Adding blocks is a laborious and competitive process. Nowadays, miners rarely ever add blocks themselves. Rather, blocks are almost always architected and added by entities called mining pools, in order to get rewarded with new bitcoins and transaction fees from the block. However, mining pool centralisation is seen by some as a risk, as it could be a gateway to 51% attacks. In this article, CoinShares Research dives into the following question: is a 51% attack hypothetical or could it really happen in the future?
- 51% attacks occur when a rogue network user obtains more than 50% of the mining power on a certain blockchain to alter new transactions.
- The centralization of mining pools will not pose a significant threat of a 51% attack on Bitcoin in the future due to minimal economic interest.
In Bitcoin, batches of transactions (blocks) are periodically added to a shared transaction record (the blockchain). Miners compete to add each block in a laborious process that, if done in accordance with the protocol rules, rewards them with fresh new bitcoins and transaction fees from the block.
Instead of individual miners, blocks are almost always architected and added by entities called mining pools. Pools both coordinate and pay for the work of miners, forming a larger group of affiliates that can more consistently churn blocks and capture rewards compared to an individual, as they increase their collective chances of successfully adding the next block.
The advent of pools has had two particularly interesting effects.
- Miners can reduce the variance of earning rewards by selling their work to a pool, allowing for better financial forecasting, stable cash flow, and less risky ventures.
- A large share of new blocks is now added by a more concentrated set of entities, leading to centralisation risks.
Concerns mostly revolve around the risks of 51% attacks, which suspend payments between some or all users by preventing new transactions from gaining confirmations when a malicious user on a network accumulates more than 50 percent of the mining power on a particular blockchain.
However, despite worries of particularly large mining pools posing a security threat to Bitcoin, there is no evidence of a successful pool attack to date. That being said, in order to keep on top and ahead of this issue, it is worthwhile to better understand the story of Bitcoin’s block production and see when the risk of mining centralisation was at its peak.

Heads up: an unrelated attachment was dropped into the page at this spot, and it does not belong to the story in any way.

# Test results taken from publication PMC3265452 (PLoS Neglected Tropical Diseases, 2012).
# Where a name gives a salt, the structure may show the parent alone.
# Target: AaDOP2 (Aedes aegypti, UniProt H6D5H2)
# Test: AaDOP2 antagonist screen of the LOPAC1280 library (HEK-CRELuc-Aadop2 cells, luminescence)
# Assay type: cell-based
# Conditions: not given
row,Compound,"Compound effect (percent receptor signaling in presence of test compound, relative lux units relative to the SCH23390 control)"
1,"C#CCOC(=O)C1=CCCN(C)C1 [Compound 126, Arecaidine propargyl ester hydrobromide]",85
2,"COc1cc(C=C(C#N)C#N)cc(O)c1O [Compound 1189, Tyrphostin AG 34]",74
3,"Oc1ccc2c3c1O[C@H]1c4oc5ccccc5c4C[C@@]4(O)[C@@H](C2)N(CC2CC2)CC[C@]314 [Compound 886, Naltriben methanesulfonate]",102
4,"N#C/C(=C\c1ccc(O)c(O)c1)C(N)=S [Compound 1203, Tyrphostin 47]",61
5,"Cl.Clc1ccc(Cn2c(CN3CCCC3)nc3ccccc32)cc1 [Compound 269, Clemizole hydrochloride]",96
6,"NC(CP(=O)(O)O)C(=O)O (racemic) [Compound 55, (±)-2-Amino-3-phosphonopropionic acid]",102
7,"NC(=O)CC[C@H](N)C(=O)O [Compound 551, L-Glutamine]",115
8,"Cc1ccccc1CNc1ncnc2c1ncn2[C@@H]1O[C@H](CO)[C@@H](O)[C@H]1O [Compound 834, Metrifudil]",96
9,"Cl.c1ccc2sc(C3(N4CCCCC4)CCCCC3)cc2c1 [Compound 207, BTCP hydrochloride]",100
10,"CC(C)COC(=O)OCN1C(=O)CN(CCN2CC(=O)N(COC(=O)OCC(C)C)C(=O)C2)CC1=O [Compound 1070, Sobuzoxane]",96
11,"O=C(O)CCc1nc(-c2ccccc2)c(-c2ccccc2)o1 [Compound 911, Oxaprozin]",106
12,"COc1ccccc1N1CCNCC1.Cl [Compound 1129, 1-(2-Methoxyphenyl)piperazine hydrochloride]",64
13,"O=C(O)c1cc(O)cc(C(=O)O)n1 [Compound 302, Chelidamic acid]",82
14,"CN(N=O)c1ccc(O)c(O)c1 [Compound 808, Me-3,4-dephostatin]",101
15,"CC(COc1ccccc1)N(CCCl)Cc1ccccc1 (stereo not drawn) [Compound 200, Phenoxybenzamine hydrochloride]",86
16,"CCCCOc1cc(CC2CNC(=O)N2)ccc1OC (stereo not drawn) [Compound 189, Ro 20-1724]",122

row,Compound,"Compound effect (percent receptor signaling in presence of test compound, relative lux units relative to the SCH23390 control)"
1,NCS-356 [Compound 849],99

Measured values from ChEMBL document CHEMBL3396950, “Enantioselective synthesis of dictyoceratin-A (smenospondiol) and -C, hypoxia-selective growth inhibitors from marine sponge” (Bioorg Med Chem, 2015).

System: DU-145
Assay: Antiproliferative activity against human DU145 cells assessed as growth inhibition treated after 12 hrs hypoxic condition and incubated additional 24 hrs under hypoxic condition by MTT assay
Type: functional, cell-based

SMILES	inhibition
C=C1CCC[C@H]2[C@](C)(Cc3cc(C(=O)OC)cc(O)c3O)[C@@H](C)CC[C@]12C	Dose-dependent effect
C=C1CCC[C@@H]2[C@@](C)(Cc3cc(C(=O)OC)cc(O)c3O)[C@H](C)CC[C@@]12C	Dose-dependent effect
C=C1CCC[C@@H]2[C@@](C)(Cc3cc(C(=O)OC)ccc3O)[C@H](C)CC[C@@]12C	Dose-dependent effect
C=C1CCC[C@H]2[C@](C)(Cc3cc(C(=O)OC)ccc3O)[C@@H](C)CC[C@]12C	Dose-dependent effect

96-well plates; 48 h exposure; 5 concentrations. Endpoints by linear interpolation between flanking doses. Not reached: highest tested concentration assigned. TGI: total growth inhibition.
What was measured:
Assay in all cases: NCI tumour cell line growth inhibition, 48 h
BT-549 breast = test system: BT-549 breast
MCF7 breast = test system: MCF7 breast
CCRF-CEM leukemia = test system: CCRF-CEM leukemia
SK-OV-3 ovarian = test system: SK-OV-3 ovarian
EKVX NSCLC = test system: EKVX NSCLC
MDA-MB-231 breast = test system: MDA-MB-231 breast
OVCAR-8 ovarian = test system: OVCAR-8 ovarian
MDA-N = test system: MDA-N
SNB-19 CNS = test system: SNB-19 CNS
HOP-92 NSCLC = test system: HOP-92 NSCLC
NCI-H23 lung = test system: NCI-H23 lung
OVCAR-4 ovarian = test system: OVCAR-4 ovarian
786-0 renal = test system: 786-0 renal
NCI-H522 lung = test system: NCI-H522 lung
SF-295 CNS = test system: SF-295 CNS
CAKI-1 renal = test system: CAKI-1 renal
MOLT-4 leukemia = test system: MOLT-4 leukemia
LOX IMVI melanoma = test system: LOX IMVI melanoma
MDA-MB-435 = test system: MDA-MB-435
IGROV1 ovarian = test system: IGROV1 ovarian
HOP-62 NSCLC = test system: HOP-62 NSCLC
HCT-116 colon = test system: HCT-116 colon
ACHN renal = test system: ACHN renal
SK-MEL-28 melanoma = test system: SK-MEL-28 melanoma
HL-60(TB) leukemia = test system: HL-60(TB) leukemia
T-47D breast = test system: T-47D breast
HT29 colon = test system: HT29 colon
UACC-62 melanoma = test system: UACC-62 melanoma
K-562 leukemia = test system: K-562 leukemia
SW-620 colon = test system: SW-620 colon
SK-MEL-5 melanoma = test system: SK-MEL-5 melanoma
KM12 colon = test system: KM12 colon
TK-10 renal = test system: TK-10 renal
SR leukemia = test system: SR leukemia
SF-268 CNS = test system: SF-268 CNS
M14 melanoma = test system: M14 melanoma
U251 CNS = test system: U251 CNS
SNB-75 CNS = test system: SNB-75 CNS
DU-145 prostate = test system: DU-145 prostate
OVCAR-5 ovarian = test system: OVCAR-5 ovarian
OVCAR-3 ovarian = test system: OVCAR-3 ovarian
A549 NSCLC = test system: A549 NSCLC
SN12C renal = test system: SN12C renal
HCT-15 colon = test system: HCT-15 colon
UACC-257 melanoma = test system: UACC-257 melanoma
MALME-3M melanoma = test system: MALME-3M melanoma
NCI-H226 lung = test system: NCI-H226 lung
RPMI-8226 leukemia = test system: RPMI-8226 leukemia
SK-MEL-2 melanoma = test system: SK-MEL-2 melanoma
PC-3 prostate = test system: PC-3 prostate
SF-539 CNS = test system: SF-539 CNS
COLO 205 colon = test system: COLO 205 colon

The Chinese Mining Ban has Distributed Block Production and Balanced Pools
China used to be the largest country for the concentration of mining activity in the world. However, in early May 2021, China set out forceful prohibitions on crypto mining, causing a large exodus of mining operations from the country. The migration out of China led to dramatic shifts in the geographical spread of miners; specifically, a substantial move to the US and considerable resettling to countries with abundant energy in the East, such as Kazakhstan and Russia.
From a bird’s eye view, it appears that the concentration of mining activity among pools has generally decreased throughout Bitcoin’s history. There has been a wider variety of players involved, and an ever-changing ranking as to which solo miner or pool has the largest share. Moreover, the power of mining pools is likely to diminish even further in the future.
From this analysis, we find it hard to worry that mining pool centralisation poses any serious threat of a 51% attack, now or in the future. Obviously, there’s no way of knowing exactly what could happen if a set of pools constructed a well-engineered attack – however, this is not in their economic interest, and history clearly demonstrates that mining pools have very little power to exercise over Bitcoin itself.